“Why, you see that he doesn’t hear you,” Mephastophilis said.

“So-ho, ho! So-ho, ho!” the horse trader said loudly in Faustus’ ear. “Won’t you wake up? I’ll make you wake up before I go.”

He pulled Faustus by the leg, and Faustus’ leg came off in his hands.

He shouted, “Oh, no! I am ruined! What shall I do?”

He could be tried and convicted for maiming Faustus. The penalty would likely be death.

“Oh, my leg! My leg!” Faustus shouted. “Help, Mephastophilis! Call the police! My leg! My leg!”

Mephastophilis said to the horse trader, “Come, villain, you’re going to the constable.”

“Oh, Lord, sir, let me go,” the horse trader said, “and I’ll give you forty dollars more!”

“Where is the money?” Mephastophilis asked.

“I have none on me,” the horse trader said. “Come to my inn, and I’ll give it to you.”

The horse trader had lied to Faustus when he said that he had only forty dollars to pay for the horse.

“Leave quickly,” Mephastophilis said.

The horse trader ran away.

“Is he gone?” Faustus said. “Farewell to him! Faustus’ leg has magically already grown back, and the horse trader, I take it, has a bundle of hay for his labor. Well, this trick shall cost him forty dollars more.”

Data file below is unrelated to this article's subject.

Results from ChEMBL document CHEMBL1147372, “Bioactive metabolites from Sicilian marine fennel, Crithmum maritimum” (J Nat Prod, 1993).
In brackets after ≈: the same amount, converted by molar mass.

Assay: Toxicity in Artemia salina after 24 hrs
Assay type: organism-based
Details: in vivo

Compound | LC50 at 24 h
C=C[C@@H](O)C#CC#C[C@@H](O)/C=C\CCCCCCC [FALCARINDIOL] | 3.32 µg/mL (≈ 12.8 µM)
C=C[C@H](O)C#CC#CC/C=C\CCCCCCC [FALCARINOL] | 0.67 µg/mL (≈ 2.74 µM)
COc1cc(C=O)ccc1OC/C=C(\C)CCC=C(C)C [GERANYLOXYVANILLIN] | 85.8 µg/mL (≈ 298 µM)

Before he had made his bargain with Mephastophilis to give his soul to Lucifer, Faustus had said about the spirits that would serve him, “I’ll have them fly to India for gold, ransack the ocean for oriental pearls ….”

Now, he was defrauding a horse trader for eighty dollars.

Wagner, Faustus’ servant, arrived.

“How are you now, Wagner?” Faustus asked. “What’s the news you bring?”

“Sir, the Duke of Vanholt earnestly requests your company.”

“The Duke of Vanholt!” Faustus said. “He is an honorable gentleman, to whom I must not be sparing with my magical conjuring. Come, Mephastophilis, let’s go to him.”

Previously, Faustus had entertained an Emperor; now, he was going to entertain a Duke.

— 4.2 —

[Scene 11]

The Duke of Vanholt, the Duchess of Vanholt, and Faustus talked together. They had been watching an entertainment. Mephastophilis was also present, but he was invisible to everyone except Faustus.

“Believe me, Master Doctor,” the Duke of Vanholt said. “This entertainment has much pleased me.”

“My gracious lord, I am glad it contents you so well,” Faustus replied.